Cargill invests in Israeli startup Aleph Farms to underpin protein focus

ASIA – Cargill is investing in Israeli cultured meat company, Aleph Farms which has raised US$11.65 million in a series A round of funding.

According to Cargill, the investment diversifies its protein interests to meet future consumer demand and complements its focus on animal protein.

The round was led by VisVires New Protein and also backed by M-Industry (Industrial Group of Migros).

Founded by Didier Toubia, Dr. Neta Lavon and Prof. Shulamit Levenberg, Aleph Farms grows meat directly from beef cells using a 3D tissue engineering platform.

It uses unique non-GMO technology and relies on a natural process occurring in cows to regenerate and build muscle tissues.

The company developed a way to isolate the cells responsible for that process and grow them outside of the animal to form the same complex tissue typical to steaks.

The company said the capital will allow it to accelerate product development of its slaughter-free meat and to transform Alephs prototype released last December into a commercial product.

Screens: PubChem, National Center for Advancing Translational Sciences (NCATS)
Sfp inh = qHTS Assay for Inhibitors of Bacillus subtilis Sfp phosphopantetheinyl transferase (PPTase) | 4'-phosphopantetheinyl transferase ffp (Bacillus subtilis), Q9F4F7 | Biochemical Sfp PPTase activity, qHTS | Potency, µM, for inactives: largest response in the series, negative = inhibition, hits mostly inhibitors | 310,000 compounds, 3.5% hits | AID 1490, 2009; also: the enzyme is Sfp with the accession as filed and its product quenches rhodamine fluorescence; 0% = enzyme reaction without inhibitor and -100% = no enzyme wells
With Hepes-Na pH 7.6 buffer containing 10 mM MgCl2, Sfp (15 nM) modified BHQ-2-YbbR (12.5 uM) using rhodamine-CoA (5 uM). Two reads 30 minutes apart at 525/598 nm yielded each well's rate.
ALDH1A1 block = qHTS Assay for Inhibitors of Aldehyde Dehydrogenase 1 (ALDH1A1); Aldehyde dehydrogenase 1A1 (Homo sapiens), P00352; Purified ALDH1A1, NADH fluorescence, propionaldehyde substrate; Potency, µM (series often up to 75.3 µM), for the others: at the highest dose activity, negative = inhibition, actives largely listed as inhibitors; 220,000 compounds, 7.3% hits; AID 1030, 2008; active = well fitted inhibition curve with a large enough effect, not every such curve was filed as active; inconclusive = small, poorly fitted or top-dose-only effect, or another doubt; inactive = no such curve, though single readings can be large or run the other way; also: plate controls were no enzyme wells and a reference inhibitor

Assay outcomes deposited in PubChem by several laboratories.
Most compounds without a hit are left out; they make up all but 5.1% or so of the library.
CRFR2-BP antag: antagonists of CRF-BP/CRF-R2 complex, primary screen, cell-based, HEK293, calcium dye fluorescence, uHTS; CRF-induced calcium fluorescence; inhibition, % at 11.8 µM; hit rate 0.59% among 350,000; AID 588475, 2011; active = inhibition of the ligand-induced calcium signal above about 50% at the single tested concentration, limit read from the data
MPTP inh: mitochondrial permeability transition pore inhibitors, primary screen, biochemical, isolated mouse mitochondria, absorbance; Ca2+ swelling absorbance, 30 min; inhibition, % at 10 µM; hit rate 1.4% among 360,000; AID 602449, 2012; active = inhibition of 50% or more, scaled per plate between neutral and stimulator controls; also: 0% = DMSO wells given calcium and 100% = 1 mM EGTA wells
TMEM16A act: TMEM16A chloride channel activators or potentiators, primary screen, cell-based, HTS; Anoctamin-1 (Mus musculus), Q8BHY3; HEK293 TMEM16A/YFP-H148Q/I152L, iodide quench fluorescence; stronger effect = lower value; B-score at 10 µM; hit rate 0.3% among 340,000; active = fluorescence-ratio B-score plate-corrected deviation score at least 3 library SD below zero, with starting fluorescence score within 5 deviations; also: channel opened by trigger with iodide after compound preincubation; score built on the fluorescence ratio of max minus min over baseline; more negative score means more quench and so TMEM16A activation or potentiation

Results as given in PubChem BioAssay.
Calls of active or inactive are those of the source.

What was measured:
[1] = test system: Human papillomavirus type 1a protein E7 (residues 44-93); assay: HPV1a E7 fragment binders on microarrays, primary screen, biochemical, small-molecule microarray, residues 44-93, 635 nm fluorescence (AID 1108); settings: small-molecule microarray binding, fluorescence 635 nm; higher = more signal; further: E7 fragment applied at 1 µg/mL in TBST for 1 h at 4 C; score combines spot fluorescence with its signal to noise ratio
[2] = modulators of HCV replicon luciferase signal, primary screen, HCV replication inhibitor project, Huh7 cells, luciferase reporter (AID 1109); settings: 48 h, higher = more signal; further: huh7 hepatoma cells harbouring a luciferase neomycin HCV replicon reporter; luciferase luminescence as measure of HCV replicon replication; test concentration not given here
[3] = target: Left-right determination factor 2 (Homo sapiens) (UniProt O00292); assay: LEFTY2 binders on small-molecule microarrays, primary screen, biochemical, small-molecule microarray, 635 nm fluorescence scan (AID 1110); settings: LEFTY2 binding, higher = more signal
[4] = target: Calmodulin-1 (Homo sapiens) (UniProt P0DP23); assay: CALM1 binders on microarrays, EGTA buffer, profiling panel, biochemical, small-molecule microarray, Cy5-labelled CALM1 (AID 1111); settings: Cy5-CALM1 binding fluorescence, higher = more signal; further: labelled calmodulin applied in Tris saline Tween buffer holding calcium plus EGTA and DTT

“Cargill is committed to innovation and we are delighted to be a part of Aleph’s accelerated growth,” said Sonya Roberts, managing director of growth ventures and strategic pricing for Cargill Protein North America.

“This partnership connects new frontiers in cell-based technology with insights in the global food system and supply chains to meet future customer and consumer needs.

“Consumer demand for protein continues to be very strong. That means there’s an opportunity for plant and cultured protein growth to complement our traditional animal protein portfolio.”

The investment in Aleph Farms builds on Cargill’s other partnerships in alternative protein.

In 2017, Cargill was an early investor in Memphis Meats, a company leading the way in development of cultured meat.

Cargill also is an investor in plant-based protein through Puris, a firm that has launched a new pea-based protein that is non-GMO, organic and allergen-friendly.

These investments complement the company’s investment in its traditional animal protein portfolio, which has totaled more than US$1.5 billion over the several years, according to Cargill.

“We all need to work together to address the increasing global need for protein in the coming years, especially as more consumers move into the middle-class and the demand for protein increases,” said Jon Nash, president, Cargill Protein-North America.

“We have a responsibility to look at all innovations that can help us feed the world.

“We believe in the power of protein and the critical role animal protein will continue to play in nourishing the world for the long-term.”

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